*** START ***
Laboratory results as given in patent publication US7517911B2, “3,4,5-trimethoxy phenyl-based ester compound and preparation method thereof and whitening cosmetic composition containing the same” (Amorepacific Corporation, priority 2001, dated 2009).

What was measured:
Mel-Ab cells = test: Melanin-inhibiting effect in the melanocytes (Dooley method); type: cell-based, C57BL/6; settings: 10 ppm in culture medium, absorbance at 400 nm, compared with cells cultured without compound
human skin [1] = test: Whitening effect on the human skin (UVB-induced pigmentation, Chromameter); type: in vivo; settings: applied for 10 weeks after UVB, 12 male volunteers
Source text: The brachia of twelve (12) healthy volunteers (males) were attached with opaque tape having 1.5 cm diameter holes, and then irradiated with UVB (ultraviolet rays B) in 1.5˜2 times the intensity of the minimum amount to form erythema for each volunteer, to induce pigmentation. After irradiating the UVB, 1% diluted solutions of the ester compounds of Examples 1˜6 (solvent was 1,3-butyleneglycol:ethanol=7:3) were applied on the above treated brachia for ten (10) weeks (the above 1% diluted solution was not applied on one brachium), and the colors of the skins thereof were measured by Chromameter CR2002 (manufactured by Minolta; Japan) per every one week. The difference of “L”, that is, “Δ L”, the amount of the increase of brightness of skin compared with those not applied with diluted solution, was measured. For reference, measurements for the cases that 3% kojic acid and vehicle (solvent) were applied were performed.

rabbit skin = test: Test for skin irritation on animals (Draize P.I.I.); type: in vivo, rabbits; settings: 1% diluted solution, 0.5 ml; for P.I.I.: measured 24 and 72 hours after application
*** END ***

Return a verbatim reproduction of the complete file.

Laboratory results as given in patent publication US7517911B2, “3,4,5-trimethoxy phenyl-based ester compound and preparation method thereof and whitening cosmetic composition containing the same” (Amorepacific Corporation, priority 2001, dated 2009).

What was measured:
Mel-Ab cells = test: Melanin-inhibiting effect in the melanocytes (Dooley method); type: cell-based, C57BL/6; settings: 10 ppm in culture medium, absorbance at 400 nm, compared with cells cultured without compound
human skin [1] = test: Whitening effect on the human skin (UVB-induced pigmentation, Chromameter); type: in vivo; settings: applied for 10 weeks after UVB, 12 male volunteers
Source text: The brachia of twelve (12) healthy volunteers (males) were attached with opaque tape having 1.5 cm diameter holes, and then irradiated with UVB (ultraviolet rays B) in 1.5˜2 times the intensity of the minimum amount to form erythema for each volunteer, to induce pigmentation. After irradiating the UVB, 1% diluted solutions of the ester compounds of Examples 1˜6 (solvent was 1,3-butyleneglycol:ethanol=7:3) were applied on the above treated brachia for ten (10) weeks (the above 1% diluted solution was not applied on one brachium), and the colors of the skins thereof were measured by Chromameter CR2002 (manufactured by Minolta; Japan) per every one week. The difference of “L”, that is, “Δ L”, the amount of the increase of brightness of skin compared with those not applied with diluted solution, was measured. For reference, measurements for the cases that 3% kojic acid and vehicle (solvent) were applied were performed.

rabbit skin = test: Test for skin irritation on animals (Draize P.I.I.); type: in vivo, rabbits; settings: 1% diluted solution, 0.5 ml; for P.I.I.: measured 24 and 72 hours after application